Stop at a few locations along the road if you visit stunning beaches and parks in Nova Scotia. We’ve compiled a list of the most attractive towns in our province, some of which you may have heard of and some well-known among tourists. Here are some of the best lobsters in Canada and locations where you may experience the world’s biggest tides.
Make plans to visit any of these wonderful towns soon!
Antigonish Towns, Nova Scotia
Antigonish is located in the county of the same name and is home to one of Nova Scotia’s largest institutions, St. Francis Xavier. Over 5,000 students return to this lovely town every September, effectively doubling its population. Several magnificent beaches and parks, including Pomquet Beach Provincial Park and Mahoneys Beach, are less than a 30-minute drive from Antigonish.
Shelburne is the county seat of the same name and has a population of around 1600. This picturesque tiny fishing village is located on Nova Scotia’s southwest coast and is a tourist’s favorite summer destination. Shipbuilding and repair are the key industries in Shelburne, home to North America’s largest ocean line.
Yarmouth Towns, Nova Scotia
Yarmouth is a port town in southwest Nova Scotia on the Gulf of Maine. Because of its closeness to Georges Bank, Yarmouth is in what is considered the world’s largest lobster fishing area, and so receives Canada’s greatest lobster landings each year.
Wolfville, located in the Annapolis Valley, is home to Acadia University and has a population of about 4,200 permanent residents. Wolfville is a popular tourist destination because of nearby attractions such as the Bay of Fundy and the Gaspereau Valley. Stay in one of Wolfville’s historic Victorian mansions that have been turned into popular bed and breakfasts, such as the lovely Blomidon Inn.
Royal Annapolis Towns, Nova Scotia
Annapolis Royal, located on the west side of Annapolis County, was named a National Historic Landmark of Canada in 1994 because it was the site of several significant events during the early years of colonization in Canada. The village is located on the Annapolis River’s south bank, on a tiny harbor at the western extremity of the lovely Annapolis Valley.
Digby is located in southern Nova Scotia, near the entrance to Digby Gut, which connects the Annapolis Basin to the Bay of Fundy. Try the town’s famous scallops or take a ferry excursion to Saint John, New Brunswick, on the MV Fundy Rose.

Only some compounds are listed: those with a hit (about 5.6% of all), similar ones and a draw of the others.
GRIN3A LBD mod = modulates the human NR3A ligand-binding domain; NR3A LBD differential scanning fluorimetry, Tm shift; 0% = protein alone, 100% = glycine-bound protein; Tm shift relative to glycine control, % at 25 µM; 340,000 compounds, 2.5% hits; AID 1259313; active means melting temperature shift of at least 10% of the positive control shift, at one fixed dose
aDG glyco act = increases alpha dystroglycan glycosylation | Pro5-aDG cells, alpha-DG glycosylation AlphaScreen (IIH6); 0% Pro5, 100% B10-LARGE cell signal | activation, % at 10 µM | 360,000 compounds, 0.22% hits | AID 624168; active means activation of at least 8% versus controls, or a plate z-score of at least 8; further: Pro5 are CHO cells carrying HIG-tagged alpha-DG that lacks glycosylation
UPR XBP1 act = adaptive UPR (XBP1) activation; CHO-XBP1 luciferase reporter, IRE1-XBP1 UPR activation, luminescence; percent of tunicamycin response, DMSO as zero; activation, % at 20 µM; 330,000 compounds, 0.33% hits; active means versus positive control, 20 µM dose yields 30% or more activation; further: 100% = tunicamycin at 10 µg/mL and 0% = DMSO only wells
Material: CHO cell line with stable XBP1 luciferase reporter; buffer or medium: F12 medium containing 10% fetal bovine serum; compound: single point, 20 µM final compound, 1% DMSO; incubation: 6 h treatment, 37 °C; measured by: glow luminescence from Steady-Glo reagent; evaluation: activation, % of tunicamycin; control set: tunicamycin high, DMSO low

Cheticamp Towns, Nova Scotia
Cheticamp is a fishing town on Cape Breton Island’s west coast along the Cabot Trail. The village is located at the western gateway to the well-known Cape Breton Highlands National Park, which is home to the Acadian Trail and an excellent place to hike and explore. Cheticamp’s city center overlooks the harbor and is home to approximately 4000 people, most of whom are Acadian.
Bay of Fundy
The town of Mahone Bay is located on the bay’s northwest coast, along what is known as Nova Scotia’s South Shore in County Lunenburg. Mahone Bay is well-known for its wooden boating tradition, as well as its luxury stores and restaurants. Mahone Bay, which has approximately a thousand people, provides some of the loveliest harbor vistas on the South Shore.
Parrsboro, in Cumberland County, is recognized for its picturesque port on the Minas Basin. The Minas Basin is an inlet to the Bay of Fundy that is well-known for its high tides. The town is a popular tourist attraction along the Bay with seasonal theater events and prominent fossil museums.
This village is located on the Chester peninsula, which extends to Mahone Bay in the southeastern portion of County Lunenburg. Chester is one of the province’s richest communities and a favorite holiday and vacation destination. Nearby Mahone Bay and its various islands are popular destinations for Chester Yacht Club sailors to cruise through and explore.